New ESEA May Use Noncognitive Traits in Accountability. Is That a Good Idea?
Boosters of school climate, student engagement, and social-emotional learning should be closely watching the debate over replacing the federal No Child Left Behind law with a shiny, new version of the Elementary and Secondary Education Act.
That's because a late-stage draft for the proposed bill, which is due up soon for votes in both chambers of Congress, calls for states to incorporate factors beyond standardized test scores into their accountability systems.
But is that putting the noncognitive cart before the horse? In the past, big-name researchers of traits like grit, persistence, and growth mindsets have all said such factors should not be measured for accountability purposes, at least until more sophisticated measures can be developed. It's an issue worthy of further exploration.
The proposed ESEA bill would give states big discretion on accountability.
If you haven't been reading the amazing, comprehensive coverage of my colleagues at Education Week's Politics K-12, I recommend you check it out (as soon as you finish reading this post, that is). Politics K-12 posted a great cheat sheet this morning, breaking down what we know about the proposed new ESEA.
That post includes a link to draft language of the bill, which says state accountability systems would be required to include "not less than one indicator of school quality or student success that allows for meaningful differentiation in school performance and is valid, reliable, comparable, and statewide, which may include measures of - (I) Student engagement; (II) Educator engagement; (III) Student access to and completion of advanced coursework; (IV) Postsecondary readiness; (V) School climate and safety; and (VI) any other indicator the state chooses that meets the requirements of this clause."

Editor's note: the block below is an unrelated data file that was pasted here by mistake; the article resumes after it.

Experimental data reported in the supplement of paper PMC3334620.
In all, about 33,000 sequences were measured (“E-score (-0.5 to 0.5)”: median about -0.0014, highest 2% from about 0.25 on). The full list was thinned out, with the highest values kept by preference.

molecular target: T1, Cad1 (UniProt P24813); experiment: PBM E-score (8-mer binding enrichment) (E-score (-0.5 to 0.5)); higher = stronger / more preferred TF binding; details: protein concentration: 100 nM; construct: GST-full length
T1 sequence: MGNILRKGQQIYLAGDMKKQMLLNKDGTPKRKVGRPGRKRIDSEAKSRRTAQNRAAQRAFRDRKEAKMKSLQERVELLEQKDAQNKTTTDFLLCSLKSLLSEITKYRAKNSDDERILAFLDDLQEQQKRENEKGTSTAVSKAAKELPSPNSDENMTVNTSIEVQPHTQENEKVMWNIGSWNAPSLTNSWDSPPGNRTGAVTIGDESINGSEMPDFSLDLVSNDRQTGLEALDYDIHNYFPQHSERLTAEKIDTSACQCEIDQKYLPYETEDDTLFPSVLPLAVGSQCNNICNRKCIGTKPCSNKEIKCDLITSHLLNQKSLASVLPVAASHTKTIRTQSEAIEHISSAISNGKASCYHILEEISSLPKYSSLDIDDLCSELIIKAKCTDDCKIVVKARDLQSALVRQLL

That seems pretty broad. And it's not unreasonable to assume that states could use the "any other indicator" language to support inclusion of students' social and emotional skills, grit, or growth mindsets in their accountability models. Under a unique local-level waiver from the current version of No Child Left Behind, a group of California districts is developing a system that does just that.
This is a big win for 'whole child' advocates, right?
It's easy to see why some would frame it that way. Some education leaders and policy folks have argued for years that test scores provide too narrow a view of school success and ignore all of the hard work teachers must do to nurture the non-academic traits students need to succeed in school and in life outside of the classroom. Recently, some philanthropy groups have funded work to develop new measures for these traits, arguing that, in education, what's not counted doesn't count.
But some may also argue that the proposed new federal education bill may encourage states to judge schools with flawed measures.